Australia to use drones to track sharks from the air

November 25, 2015
New South Wales, the nation's most populous state, has ruled out culling sharks despite the spike in attacks this year
New South Wales, the nation's most populous state, has ruled out culling sharks despite the spike in attacks this year

Testing of aerial drones to track the movements of sharks in Australian waters began Wednesday as the government admitted there was "no easy way" to protect swimmers from the predators.

The trials began at Coffs Harbour, on the mid-north coast of New South Wales state which has endured 13 attacks by the creatures this year, including one lethal mauling.

"There is no easy way to reduce risks for swimmers and surfers," New South Wales Primary Industries Minister Niall Blair said in a statement.

"We are delivering on a commitment to test the best science available, including new technologies, as we try to find an effective long-term solution to keep our beaches safe."

The drones are expected to feed live images back to an operator, including GPS coordinates, to better warn and protect people from .

Blair said the trials were the first of several to be undertaken during the summer months, including testing "smart" drum lines which he said not only hooked sharks but alerted authorities who could then tag and release the animals.

Baited hooks attached to floating drums were used to capture sharks in Western Australia in 2014 after a string of fatalities, with the largest of the animals put down.

But the controversial catch-and-kill policy was later abandoned after objections from the state's environmental agency and conservationists.

The New South Wales government said its drum lines were more humane.

Experts say shark attacks are increasing as water sports become more popular and bait fish move closer to shore, but fatalities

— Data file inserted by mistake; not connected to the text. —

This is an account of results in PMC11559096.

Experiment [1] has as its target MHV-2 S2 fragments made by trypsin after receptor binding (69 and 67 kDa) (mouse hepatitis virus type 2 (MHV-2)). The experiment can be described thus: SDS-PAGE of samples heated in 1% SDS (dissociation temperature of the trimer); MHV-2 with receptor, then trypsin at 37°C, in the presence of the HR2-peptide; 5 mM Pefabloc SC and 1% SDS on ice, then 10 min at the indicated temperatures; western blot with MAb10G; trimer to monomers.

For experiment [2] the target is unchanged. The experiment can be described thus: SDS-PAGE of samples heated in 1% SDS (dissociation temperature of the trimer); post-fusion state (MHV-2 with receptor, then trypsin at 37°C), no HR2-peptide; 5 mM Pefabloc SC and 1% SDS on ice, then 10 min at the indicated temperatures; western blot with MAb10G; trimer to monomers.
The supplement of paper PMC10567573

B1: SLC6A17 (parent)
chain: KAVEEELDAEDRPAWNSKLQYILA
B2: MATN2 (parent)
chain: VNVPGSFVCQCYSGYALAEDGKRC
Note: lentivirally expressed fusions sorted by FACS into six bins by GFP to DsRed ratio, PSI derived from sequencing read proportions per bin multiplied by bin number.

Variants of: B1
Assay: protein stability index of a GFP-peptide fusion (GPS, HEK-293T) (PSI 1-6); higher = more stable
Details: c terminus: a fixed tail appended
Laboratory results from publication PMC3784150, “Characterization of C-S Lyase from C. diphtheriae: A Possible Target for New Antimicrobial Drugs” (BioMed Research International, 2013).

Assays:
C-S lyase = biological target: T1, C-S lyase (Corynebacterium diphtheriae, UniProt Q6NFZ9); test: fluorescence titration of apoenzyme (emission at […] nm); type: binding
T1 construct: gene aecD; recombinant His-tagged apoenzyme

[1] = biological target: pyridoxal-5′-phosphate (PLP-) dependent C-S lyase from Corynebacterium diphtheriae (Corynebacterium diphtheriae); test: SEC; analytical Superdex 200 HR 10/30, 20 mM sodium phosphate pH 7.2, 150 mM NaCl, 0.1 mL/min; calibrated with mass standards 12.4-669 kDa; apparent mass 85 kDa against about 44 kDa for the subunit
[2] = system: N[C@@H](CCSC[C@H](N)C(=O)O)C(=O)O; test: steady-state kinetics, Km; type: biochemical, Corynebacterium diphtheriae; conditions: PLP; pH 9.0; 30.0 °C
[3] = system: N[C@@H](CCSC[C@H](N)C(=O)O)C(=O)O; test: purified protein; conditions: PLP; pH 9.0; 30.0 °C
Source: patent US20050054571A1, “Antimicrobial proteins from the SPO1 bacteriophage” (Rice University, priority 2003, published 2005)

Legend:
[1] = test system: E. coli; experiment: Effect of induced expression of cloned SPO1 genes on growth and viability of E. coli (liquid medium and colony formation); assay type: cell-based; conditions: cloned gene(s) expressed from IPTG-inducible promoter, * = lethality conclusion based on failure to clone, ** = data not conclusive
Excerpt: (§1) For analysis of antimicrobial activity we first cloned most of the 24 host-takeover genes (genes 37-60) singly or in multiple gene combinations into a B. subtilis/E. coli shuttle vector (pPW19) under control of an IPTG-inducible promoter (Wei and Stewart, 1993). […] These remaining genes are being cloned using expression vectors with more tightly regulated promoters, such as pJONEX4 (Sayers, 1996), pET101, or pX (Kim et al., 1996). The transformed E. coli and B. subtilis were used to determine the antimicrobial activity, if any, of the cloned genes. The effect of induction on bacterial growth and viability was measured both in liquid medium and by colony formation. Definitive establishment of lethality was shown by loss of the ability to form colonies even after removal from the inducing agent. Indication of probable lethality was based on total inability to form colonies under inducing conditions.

Experts say shark attacks are increasing as water sports become more popular and bait fish move closer to shore, but fatalities remain rare

"They're like a baited hook that has technology connected to it so when the bait is taken, a message is sent to our vessels and they'll attend those lines immediately," Blair told national radio.

"They will then tag and release the sharks that are caught on those. So they're very different to the traditional drum lines which could have sharks sitting on them for days before they're checked."

Under a Aus$16 million (US$11.6 million) shark strategy, the New South Wales government will also boost helicopter surveillance over popular beaches.

It has also fast-tracked the delivery of two "listening stations" to be positioned on the far north coast of the state to provide real time tracking data of tagged sharks.

New South Wales, the nation's most populous state, has ruled out culling despite the spike in attacks this year.

A Japanese surfer died in February after his legs were torn off by a shark and there have been 12 other serious attacks up and down the more than 2,000-kilometre-long (1,200-mile) NSW coast.

There were only three attacks in the state in 2014.

Experts say attacks are increasing as water sports become more popular and bait fish move closer to shore, but fatalities remain rare.

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